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The Complexities of LGBTQ Travel

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On June 26, 2015, the U.S. Supreme Court handed down a landmark decision: In all 50 states, same-sex marriage became legal and constitutionally protected. LGBTQ groups hailed the move as an enormous piece of benchmark legislation, while the ruling drew sharp criticism from some right-leaning conservative states. Today, LGBTQ couples are marrying in all 50 states, and are constitutionally recognized and allowed the same rights and privileges as any other married couple.

However, while same-sex marriage remains protected within the U.S., it is not in other countries around the world. In Bermuda, for instance, recent legislation has provided for the rollback of same-sex marriage laws — a move that has drawn the ire of many former and current LGBTQ activists. In response, #boycottBermuda — an effort to press Bermuda to reinstate its progressive marriage laws — burst on the scene, and thousands of LGBTQ supporters canceled their planned trips to Bermuda.

Politics of Travel

For beautiful nations around the world, tourism contributes a massive economic factor. Island destinations like Bermuda, Jamaica and the Virgin Islands rely heavily on continued visitation from wealthy foreigners to boost their economies, and anything threatening these economic pillars will inevitably draw the attention of politicians and voters alike.
Voting with dollars has become a standard of modern activism, from the burgeoning local/sustainable goods revolution to political protests like boycotting Chick-Fil-A or Hobby Lobby.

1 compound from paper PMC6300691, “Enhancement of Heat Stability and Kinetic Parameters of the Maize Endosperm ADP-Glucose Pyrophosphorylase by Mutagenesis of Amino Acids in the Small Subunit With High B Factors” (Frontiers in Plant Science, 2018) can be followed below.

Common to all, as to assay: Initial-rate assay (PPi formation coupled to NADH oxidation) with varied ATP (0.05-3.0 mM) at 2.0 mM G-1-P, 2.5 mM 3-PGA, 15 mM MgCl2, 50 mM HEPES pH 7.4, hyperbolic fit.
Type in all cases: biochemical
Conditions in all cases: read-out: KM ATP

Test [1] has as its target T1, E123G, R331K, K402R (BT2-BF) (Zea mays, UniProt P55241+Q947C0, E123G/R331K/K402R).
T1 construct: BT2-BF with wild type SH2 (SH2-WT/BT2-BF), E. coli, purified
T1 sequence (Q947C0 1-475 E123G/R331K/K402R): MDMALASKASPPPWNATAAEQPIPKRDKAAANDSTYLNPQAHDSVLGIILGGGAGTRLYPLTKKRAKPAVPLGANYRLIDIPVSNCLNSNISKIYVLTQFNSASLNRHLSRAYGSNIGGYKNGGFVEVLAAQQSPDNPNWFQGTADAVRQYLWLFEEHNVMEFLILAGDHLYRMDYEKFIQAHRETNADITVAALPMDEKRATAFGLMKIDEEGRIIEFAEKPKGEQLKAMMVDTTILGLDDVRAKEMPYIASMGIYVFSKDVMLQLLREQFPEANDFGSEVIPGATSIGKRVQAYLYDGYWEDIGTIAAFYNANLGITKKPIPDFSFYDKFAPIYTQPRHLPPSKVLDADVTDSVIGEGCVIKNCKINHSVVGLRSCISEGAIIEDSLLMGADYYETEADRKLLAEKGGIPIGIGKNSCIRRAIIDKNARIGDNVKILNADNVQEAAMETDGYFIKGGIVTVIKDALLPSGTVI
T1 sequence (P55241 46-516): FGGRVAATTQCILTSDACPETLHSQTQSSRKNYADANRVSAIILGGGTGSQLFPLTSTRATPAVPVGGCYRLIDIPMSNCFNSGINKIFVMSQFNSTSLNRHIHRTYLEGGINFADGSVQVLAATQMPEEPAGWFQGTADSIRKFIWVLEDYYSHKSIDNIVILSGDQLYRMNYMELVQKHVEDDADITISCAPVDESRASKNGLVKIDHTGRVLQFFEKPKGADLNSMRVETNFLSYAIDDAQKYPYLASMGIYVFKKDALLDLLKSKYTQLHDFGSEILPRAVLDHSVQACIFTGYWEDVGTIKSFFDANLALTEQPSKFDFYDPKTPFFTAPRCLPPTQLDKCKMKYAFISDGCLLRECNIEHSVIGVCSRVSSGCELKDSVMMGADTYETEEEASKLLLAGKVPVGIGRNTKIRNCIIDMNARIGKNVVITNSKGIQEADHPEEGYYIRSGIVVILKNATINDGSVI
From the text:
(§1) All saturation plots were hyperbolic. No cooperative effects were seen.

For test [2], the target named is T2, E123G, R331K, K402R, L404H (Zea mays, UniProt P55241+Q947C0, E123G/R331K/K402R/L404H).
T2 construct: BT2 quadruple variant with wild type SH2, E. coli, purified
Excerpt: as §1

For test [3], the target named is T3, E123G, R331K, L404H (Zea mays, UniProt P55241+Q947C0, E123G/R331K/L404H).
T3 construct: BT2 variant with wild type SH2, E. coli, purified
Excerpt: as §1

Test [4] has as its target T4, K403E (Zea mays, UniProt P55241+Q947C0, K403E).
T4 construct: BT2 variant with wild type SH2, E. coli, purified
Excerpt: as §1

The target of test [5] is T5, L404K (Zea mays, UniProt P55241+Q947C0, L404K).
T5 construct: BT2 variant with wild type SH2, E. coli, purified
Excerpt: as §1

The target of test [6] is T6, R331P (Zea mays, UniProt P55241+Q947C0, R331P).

While the results have been mixed — with some businesses shrugging off the demonstrations or refusing to yield — with enough momentum and lost sales, money is sometimes the best form of political leverage.

Bermuda has seen unprecedented growth in its tourism industry<> between 2016 and 2017, increasing 20 percent in spending, which in turn helped boost an 11 percent growth in its arrivals for the year. Hitting this industry, especially following a year of significant expenditures, will undoubtedly send ripples through Bermuda’s economy. It remains to be seen whether such action will yield any substantive changes. However, not everyone is in favor of the boycott movement.


Unsurprisingly, those intimately involved in the Bermuda tourism industry are deeply opposed to the #boycottBermuda movement. Some have cited Bermuda’s comparatively strong track record of supporting LGBTQ rights and the implications of boycotting every country without same-sex marriage laws. At the time of this writing, 26 nations<> allow same-sex marriage, along with certain jurisdictions within Mexico. This list is almost entirely composed of nations within North America, Europe and Australia, heavily restricting travel destinations if tourists decide to apply the #boycottBermuda movement universally.

To note, no nations within Asia — including popular destinations like Japan and South Korea — or the Middle East are on the list. Likewise, only one African nation, South Africa, makes the list, along with a small handful of South American countries.

Others have pointed out the absurdity of canceling trips to Bermuda in favor of other countries with fewer LGBTQ rights in the same region. While Bermuda is unusual in its movement away from same-sex marriage, the country still features a strong track record of protecting the rights of its citizens and tourists. Further, many LGBTQ businesses within the country fall within Bermuda’s tourism industry.


Deciding your vacation destination usually is as simple as picking between one beautiful island or another. However, with the growth of consumer activism and the continued struggle for LGBTQ rights around the world, tourism has become one of the greatest bargaining chips for activists. With Bermuda’s recent legislation and its need for economy-sustaining tourism, this small island nation has become an easy target for activist efforts. Time will tell what changes — if any — #boycottBermuda instigates.

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